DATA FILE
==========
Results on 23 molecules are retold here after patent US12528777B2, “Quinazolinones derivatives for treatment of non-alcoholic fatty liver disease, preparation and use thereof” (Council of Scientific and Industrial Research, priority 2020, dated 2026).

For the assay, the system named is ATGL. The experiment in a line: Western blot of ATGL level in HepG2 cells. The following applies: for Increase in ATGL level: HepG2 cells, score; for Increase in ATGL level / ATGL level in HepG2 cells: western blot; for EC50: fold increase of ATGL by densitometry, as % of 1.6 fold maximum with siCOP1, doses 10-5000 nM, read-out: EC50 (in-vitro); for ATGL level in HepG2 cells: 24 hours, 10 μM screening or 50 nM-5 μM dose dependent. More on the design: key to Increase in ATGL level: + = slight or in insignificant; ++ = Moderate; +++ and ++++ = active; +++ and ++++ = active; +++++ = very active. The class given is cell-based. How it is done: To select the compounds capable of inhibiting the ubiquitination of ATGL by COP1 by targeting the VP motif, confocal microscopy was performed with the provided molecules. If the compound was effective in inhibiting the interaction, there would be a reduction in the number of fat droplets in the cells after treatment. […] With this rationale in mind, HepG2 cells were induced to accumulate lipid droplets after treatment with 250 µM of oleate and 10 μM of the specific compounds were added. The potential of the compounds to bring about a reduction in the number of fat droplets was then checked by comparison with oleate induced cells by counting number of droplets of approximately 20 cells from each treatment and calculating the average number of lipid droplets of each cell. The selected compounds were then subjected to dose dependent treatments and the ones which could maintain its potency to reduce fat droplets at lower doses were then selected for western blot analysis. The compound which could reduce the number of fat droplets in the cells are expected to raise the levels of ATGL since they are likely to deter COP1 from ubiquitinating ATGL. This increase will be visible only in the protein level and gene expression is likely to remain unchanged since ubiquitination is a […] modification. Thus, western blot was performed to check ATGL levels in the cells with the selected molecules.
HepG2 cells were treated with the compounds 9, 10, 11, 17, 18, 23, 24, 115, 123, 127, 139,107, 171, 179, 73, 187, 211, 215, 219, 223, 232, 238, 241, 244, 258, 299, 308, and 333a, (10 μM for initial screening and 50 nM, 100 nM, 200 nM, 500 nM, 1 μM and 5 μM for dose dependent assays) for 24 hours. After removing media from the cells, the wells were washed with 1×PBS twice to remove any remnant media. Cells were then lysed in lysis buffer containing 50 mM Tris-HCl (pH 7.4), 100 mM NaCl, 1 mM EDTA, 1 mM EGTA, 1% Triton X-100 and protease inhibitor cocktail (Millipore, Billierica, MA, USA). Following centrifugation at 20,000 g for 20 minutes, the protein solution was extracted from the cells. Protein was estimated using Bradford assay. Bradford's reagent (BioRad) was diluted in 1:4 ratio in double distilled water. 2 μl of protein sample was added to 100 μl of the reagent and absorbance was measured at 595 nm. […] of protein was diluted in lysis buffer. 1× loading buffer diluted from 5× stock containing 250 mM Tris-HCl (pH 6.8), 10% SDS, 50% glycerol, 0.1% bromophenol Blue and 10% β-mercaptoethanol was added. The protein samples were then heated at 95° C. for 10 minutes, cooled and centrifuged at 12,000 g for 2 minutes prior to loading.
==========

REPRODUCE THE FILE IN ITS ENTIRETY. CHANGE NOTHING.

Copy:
Results on 23 molecules are retold here after patent US12528777B2, “Quinazolinones derivatives for treatment of non-alcoholic fatty liver disease, preparation and use thereof” (Council of Scientific and Industrial Research, priority 2020, dated 2026).

For the assay, the system named is ATGL. The experiment in a line: Western blot of ATGL level in HepG2 cells. The following applies: for Increase in ATGL level: HepG2 cells, score; for Increase in ATGL level / ATGL level in HepG2 cells: western blot; for EC50: fold increase of ATGL by densitometry, as % of 1.6 fold maximum with siCOP1, doses 10-5000 nM, read-out: EC50 (in-vitro); for ATGL level in HepG2 cells: 24 hours, 10 μM screening or 50 nM-5 μM dose dependent. More on the design: key to Increase in ATGL level: + = slight or in insignificant; ++ = Moderate; +++ and ++++ = active; +++ and ++++ = active; +++++ = very active. The class given is cell-based. How it is done: To select the compounds capable of inhibiting the ubiquitination of ATGL by COP1 by targeting the VP motif, confocal microscopy was performed with the provided molecules. If the compound was effective in inhibiting the interaction, there would be a reduction in the number of fat droplets in the cells after treatment. […] With this rationale in mind, HepG2 cells were induced to accumulate lipid droplets after treatment with 250 µM of oleate and 10 μM of the specific compounds were added. The potential of the compounds to bring about a reduction in the number of fat droplets was then checked by comparison with oleate induced cells by counting number of droplets of approximately 20 cells from each treatment and calculating the average number of lipid droplets of each cell. The selected compounds were then subjected to dose dependent treatments and the ones which could maintain its potency to reduce fat droplets at lower doses were then selected for western blot analysis. The compound which could reduce the number of fat droplets in the cells are expected to raise the levels of ATGL since they are likely to deter COP1 from ubiquitinating ATGL. This increase will be visible only in the protein level and gene expression is likely to remain unchanged since ubiquitination is a […] modification. Thus, western blot was performed to check ATGL levels in the cells with the selected molecules.
HepG2 cells were treated with the compounds 9, 10, 11, 17, 18, 23, 24, 115, 123, 127, 139,107, 171, 179, 73, 187, 211, 215, 219, 223, 232, 238, 241, 244, 258, 299, 308, and 333a, (10 μM for initial screening and 50 nM, 100 nM, 200 nM, 500 nM, 1 μM and 5 μM for dose dependent assays) for 24 hours. After removing media from the cells, the wells were washed with 1×PBS twice to remove any remnant media. Cells were then lysed in lysis buffer containing 50 mM Tris-HCl (pH 7.4), 100 mM NaCl, 1 mM EDTA, 1 mM EGTA, 1% Triton X-100 and protease inhibitor cocktail (Millipore, Billierica, MA, USA). Following centrifugation at 20,000 g for 20 minutes, the protein solution was extracted from the cells. Protein was estimated using Bradford assay. Bradford's reagent (BioRad) was diluted in 1:4 ratio in double distilled water. 2 μl of protein sample was added to 100 μl of the reagent and absorbance was measured at 595 nm. […] of protein was diluted in lysis buffer. 1× loading buffer diluted from 5× stock containing 250 mM Tris-HCl (pH 6.8), 10% SDS, 50% glycerol, 0.1% bromophenol Blue and 10% β-mercaptoethanol was added. The protein samples were then heated at 95° C. for 10 minutes, cooled and centrifuged at 12,000 g for 2 minutes prior to loading.